“Passive-aggressive people are typically hypersensitive to actual or perceived criticism. Especially, when they don’t follow through with promises. Here’s the kicker. They have great gobs of good reasons for not following through with crucial agreements.”
So, the next time your partner goes nuts over an otherwise constructive criticism, confront them about their thin-skinned-ness. But don’t try to patronize. Rather your motive should be to help them speak up about why they are so touchy to being analyzed. It will do them good in the future.
3. With them around, your world will be crazy
With a passive-aggressive partner your world will never feel normal. If you ever get angry on them, you are condemned. And the same is true, if you don’t voice your annoyance.
Dr Peter Pearson, who was once a passive-aggressive man himself, and had to battle a lot with this personality disorder, says,
“The passive aggressive person generally feels they are under assault and no matter what they do, they cannot please their partner. …The other partner believes they cannot depend on the passive aggressive mate to reliably follow through. Even if I am 80% reliable, as I would sometimes point out to [wife] Ellyn, she has no idea what the 80% will be or when it will be completed. This scr*ws up the logistical part of being an effective team which supports being an effective couple.”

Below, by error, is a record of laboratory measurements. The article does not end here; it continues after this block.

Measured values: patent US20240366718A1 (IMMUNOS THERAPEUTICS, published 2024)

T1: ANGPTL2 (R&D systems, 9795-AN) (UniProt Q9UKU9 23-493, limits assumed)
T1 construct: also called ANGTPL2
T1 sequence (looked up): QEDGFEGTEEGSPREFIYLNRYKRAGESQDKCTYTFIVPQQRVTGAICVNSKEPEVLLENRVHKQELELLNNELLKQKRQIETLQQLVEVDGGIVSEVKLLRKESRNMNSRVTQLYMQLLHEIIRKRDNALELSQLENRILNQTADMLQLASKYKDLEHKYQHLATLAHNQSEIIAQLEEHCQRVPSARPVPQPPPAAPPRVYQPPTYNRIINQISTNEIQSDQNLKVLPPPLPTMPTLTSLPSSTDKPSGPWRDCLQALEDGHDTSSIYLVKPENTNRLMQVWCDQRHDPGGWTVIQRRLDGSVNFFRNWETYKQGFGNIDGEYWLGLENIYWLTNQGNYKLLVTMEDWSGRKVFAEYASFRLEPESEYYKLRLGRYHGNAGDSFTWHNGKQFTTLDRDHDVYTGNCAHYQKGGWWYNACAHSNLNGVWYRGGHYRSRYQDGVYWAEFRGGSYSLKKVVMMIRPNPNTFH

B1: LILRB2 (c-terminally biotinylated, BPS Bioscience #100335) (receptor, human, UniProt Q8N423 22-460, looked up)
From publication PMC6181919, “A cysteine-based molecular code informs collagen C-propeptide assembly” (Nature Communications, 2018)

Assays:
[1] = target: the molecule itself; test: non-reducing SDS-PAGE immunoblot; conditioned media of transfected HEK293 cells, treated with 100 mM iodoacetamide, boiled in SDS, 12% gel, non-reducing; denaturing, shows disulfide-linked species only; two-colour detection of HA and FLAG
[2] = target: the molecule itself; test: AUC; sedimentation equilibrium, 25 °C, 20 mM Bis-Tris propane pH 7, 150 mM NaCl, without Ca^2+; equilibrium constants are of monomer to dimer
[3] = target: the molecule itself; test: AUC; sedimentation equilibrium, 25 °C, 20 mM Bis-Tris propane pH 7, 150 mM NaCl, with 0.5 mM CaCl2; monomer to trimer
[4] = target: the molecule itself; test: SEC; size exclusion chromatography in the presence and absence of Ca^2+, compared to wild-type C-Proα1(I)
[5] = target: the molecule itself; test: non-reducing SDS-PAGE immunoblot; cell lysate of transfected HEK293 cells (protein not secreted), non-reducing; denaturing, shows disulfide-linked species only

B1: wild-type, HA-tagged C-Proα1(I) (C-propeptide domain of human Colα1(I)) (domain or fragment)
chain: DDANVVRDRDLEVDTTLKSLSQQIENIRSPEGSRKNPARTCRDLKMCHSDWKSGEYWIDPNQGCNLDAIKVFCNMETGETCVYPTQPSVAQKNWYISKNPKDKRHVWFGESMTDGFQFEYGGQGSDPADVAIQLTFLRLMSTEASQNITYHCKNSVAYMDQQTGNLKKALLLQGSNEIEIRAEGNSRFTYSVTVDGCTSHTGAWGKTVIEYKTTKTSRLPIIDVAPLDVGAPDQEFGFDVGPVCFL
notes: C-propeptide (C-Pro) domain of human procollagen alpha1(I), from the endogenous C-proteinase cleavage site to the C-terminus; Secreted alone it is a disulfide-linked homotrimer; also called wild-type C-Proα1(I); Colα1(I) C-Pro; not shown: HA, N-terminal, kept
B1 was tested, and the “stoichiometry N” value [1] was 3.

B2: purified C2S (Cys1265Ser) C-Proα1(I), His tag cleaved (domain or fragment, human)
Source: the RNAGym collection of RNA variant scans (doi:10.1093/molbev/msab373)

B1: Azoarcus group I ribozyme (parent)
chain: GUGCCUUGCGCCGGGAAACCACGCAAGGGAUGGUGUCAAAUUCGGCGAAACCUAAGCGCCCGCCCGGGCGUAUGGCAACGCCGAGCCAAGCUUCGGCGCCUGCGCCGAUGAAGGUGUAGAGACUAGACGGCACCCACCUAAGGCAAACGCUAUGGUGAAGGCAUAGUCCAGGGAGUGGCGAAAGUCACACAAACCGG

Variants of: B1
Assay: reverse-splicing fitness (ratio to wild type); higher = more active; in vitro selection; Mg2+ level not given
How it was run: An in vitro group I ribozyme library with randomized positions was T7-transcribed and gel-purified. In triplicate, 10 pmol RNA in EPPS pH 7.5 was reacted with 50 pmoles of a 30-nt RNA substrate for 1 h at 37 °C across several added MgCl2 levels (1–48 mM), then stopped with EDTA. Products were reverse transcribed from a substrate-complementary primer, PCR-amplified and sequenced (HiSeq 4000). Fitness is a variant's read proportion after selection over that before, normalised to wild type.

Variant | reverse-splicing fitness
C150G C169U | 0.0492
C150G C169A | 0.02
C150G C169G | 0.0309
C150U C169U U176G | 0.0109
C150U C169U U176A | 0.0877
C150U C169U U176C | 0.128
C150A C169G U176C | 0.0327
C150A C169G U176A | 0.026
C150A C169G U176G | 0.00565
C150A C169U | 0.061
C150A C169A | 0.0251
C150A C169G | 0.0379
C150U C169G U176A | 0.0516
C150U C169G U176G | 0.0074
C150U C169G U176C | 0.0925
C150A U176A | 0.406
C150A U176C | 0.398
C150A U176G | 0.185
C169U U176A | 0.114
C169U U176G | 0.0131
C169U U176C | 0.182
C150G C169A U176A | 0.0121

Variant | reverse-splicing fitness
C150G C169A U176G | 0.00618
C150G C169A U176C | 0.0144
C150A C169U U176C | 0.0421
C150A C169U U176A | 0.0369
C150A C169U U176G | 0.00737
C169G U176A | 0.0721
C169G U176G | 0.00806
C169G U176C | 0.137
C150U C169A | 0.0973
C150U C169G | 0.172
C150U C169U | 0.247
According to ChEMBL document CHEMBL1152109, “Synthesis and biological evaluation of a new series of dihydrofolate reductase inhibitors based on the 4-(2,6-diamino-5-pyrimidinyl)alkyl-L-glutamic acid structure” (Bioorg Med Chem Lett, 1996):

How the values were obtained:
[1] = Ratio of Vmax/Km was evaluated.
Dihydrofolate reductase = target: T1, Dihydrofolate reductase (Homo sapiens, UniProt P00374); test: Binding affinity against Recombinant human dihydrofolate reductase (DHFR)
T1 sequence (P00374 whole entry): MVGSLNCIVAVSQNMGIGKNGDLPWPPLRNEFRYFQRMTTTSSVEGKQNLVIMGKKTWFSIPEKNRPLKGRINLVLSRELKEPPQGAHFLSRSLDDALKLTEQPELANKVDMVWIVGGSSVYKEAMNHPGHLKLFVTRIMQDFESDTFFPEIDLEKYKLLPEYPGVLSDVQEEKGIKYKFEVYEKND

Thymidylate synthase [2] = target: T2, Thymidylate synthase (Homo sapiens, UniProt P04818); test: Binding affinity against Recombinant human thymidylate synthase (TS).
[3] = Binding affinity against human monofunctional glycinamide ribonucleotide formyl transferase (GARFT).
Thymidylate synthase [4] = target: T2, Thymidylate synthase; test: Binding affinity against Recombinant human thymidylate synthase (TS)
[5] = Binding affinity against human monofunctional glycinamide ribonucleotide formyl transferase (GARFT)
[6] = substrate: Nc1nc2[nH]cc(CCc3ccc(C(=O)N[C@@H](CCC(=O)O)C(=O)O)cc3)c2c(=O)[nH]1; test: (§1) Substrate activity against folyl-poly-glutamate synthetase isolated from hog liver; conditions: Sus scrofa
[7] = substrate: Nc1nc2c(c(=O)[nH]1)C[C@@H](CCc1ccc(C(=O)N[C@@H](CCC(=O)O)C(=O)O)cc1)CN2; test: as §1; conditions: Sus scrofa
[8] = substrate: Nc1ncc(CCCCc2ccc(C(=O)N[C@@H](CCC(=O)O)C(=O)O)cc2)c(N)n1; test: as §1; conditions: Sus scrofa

Most of the people who are passive-aggressive, have 2 things in common:
- An extremely critical parent(s). This is what makes them super sensitive to being weighed on their performance, and
- As Dr Pearson puts it, “A lot of painful disappointments in life. This results in a reflexive coping mechanism that severely restricts their hopes and desires in life. Minimizing desires is a subconscious attempt to avoid getting hopes up and then dashed which triggers a warehouse of painful disappointments stored in the emotional brain.”
4. Beware of the triggers
Deborah Ward explains in her article, “Causes of Passive Aggression”,
“Certain situations will tend to activate passive-aggressive behavior. This includes circumstances in which the person’s performance will be judged, or he thinks it will, says therapist Jay Earley, Ph.D., such as in the workplace. Similarly, any situation where the passive-aggressor has to deal with authority figures, such as bosses, parents, teachers, community leaders and even spouses, will often trigger an indirectly angry approach.